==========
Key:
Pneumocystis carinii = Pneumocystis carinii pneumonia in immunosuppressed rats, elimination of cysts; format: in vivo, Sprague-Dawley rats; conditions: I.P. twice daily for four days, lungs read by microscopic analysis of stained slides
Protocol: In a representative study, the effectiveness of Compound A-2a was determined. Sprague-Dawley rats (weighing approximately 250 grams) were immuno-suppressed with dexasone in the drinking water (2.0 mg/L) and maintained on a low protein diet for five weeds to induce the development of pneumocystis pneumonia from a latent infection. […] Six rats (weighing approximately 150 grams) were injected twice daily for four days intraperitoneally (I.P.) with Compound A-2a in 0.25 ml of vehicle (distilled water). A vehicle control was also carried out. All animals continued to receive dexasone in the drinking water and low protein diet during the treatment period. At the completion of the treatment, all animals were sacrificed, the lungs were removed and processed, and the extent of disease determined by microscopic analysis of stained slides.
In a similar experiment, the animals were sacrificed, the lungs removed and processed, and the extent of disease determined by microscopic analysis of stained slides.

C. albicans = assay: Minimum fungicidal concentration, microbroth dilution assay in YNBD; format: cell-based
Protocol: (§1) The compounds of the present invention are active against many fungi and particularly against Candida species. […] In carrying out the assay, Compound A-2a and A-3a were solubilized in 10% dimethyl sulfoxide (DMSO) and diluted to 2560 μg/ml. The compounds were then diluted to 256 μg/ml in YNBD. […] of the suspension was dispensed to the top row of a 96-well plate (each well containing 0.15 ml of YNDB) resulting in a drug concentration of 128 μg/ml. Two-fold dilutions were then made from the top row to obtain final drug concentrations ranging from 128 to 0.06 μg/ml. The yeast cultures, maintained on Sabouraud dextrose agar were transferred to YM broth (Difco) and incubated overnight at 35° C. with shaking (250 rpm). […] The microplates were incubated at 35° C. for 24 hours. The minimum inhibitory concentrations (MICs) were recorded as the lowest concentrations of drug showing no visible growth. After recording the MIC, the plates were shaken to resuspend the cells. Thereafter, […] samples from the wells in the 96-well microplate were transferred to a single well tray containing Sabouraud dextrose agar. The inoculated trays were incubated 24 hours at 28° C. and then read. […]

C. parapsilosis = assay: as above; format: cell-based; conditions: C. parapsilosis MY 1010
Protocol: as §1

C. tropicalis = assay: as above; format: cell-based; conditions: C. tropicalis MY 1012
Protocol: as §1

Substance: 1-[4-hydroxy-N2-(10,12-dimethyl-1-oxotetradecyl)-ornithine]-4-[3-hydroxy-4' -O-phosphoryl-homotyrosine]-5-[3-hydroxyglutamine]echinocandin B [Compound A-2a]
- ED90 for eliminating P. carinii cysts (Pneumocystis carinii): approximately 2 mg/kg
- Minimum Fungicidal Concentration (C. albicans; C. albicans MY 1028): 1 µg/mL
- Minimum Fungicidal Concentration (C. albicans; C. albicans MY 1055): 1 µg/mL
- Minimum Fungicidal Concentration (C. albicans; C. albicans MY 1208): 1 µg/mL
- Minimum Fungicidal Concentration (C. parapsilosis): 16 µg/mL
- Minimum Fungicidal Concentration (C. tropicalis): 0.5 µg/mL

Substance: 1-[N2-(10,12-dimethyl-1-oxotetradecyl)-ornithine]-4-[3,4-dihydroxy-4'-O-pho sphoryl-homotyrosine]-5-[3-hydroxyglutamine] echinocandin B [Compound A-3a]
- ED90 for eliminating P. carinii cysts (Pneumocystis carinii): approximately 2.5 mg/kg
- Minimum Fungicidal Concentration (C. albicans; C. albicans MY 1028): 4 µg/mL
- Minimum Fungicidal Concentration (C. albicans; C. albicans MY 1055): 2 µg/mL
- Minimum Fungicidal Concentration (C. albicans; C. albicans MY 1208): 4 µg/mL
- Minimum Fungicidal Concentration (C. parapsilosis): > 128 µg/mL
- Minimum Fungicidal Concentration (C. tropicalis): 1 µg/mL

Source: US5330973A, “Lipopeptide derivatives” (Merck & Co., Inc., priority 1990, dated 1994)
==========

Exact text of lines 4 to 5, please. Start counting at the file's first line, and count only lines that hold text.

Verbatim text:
In a similar experiment, the animals were sacrificed, the lungs removed and processed, and the extent of disease determined by microscopic analysis of stained slides.

C. albicans = assay: Minimum fungicidal concentration, microbroth dilution assay in YNBD; format: cell-based